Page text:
I am trying to outsource some of my calculations to the Univeristy's cluster as the compute times for some of my datasets are getting very lengthy. I had a couple of questions arising out of this and was wondering whether you had any thoughts/advice on them:
1. The University normally limits runtimes of a given job to 12h and suggests checkpointing to get around this so that the calculation can simply resume as a new job. Apparently the cluster has "DMTCP: Distributed MultiThreaded CheckPointing" installed in order to allow checkpointing "for some applications which do not have their own support for this". Is this compatible with graph-tool or are you aware of any other ways in which I could stop and restart a job? (What I am after is stopping and restarting a graph-tool function which takes more than 12h to complete as I can obviously pickle results of a calculation straightforwardly already.) If there is no way of currently doing this is this something you might consider doing at some point in the future?
2. As far as I understand using OpenMP I can only ever use a single node at a time and am thus limited by how many CPUs and how much RAM this node supplies. To be able to use more CPUs I would need to use e.g. MPI. Are there any plans to implement this at some point? (I realise this may not be straightforward but was interested in your thoughts.)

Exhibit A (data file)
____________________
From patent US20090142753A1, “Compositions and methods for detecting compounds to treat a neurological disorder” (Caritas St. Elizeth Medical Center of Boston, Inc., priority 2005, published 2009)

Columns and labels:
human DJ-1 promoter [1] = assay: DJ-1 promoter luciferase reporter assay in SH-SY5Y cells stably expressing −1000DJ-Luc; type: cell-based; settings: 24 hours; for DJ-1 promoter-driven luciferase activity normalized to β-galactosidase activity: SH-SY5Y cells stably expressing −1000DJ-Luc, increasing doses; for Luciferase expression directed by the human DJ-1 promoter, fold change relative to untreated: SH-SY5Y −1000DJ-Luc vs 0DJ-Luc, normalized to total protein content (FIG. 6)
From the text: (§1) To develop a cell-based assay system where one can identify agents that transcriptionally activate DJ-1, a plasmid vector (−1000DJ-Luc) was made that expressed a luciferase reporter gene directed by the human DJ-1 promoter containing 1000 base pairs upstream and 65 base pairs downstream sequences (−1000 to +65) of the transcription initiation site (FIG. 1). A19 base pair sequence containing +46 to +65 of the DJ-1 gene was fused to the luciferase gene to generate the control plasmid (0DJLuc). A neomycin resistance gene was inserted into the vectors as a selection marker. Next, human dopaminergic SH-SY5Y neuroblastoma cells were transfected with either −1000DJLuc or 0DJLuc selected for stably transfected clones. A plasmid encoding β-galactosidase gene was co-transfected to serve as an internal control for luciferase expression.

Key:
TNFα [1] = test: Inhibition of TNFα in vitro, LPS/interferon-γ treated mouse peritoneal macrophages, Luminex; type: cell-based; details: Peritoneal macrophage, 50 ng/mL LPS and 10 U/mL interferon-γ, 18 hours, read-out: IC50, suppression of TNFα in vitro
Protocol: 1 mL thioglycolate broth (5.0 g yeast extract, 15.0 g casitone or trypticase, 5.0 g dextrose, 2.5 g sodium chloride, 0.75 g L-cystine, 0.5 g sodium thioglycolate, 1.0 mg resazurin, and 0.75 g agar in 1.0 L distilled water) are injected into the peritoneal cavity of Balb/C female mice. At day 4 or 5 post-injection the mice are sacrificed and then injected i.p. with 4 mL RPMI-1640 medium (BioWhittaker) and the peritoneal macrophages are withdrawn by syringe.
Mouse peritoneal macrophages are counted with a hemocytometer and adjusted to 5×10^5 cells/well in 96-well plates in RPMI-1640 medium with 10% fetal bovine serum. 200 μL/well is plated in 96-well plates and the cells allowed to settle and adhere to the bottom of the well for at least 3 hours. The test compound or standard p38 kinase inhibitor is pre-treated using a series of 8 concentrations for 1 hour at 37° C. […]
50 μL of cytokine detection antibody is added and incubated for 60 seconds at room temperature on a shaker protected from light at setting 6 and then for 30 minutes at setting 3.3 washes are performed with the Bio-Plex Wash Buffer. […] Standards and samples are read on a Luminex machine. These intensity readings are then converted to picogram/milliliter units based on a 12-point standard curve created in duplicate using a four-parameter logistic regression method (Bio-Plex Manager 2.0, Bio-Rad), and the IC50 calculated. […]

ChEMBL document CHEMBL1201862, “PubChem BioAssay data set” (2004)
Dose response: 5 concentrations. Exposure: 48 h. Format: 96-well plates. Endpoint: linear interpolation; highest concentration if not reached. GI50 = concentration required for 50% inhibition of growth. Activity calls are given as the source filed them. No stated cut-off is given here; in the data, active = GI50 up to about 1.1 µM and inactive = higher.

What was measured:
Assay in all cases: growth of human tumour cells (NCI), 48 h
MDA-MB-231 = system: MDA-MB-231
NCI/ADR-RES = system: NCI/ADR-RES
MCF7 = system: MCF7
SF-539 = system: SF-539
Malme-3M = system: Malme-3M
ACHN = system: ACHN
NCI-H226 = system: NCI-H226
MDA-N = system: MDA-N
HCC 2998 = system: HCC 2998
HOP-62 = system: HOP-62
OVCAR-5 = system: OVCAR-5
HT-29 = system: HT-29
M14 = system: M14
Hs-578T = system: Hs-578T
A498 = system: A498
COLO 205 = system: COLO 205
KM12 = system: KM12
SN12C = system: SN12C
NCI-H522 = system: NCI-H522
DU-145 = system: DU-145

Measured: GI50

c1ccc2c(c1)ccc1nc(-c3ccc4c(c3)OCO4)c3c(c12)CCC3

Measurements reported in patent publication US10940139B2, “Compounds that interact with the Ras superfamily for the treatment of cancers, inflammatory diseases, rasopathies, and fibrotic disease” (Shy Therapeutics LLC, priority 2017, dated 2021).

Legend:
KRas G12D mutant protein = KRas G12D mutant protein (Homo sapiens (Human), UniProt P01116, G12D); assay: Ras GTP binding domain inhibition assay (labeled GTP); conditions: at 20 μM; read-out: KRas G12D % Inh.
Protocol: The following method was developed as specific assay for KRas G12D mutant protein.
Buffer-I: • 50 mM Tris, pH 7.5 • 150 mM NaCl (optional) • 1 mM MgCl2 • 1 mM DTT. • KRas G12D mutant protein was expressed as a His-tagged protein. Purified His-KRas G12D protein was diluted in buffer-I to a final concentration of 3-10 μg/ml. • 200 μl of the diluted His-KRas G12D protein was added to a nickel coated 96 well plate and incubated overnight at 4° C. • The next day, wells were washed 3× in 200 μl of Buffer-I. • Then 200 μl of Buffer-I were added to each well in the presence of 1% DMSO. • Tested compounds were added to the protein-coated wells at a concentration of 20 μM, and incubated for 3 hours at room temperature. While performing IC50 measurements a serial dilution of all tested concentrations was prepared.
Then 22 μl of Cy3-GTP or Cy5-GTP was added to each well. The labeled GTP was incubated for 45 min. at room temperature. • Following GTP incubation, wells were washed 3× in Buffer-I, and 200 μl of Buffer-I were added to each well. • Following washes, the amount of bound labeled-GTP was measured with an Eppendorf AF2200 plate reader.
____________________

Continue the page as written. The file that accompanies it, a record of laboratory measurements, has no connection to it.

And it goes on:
3. I would sometimes find it useful to be able to get a progress update for some of the functions to carry out a rough order-of-magnitude estimate of required compute time. Two use cases: a) If calculating the betweenness centrality for a large network this can take a long time. Having an idea of how many nodes have been covered already would be useful to extrapolate time roughly remaining to see whether the calculation is even feasible in the time available. b) If collecting data using mcmc_equilibrate it would be potentially less meaningful as the process is stochastic, however, information on how many sweeps have been completed would still be useful to give a rough estimate of whether completion will take hours, days, weeks, or months.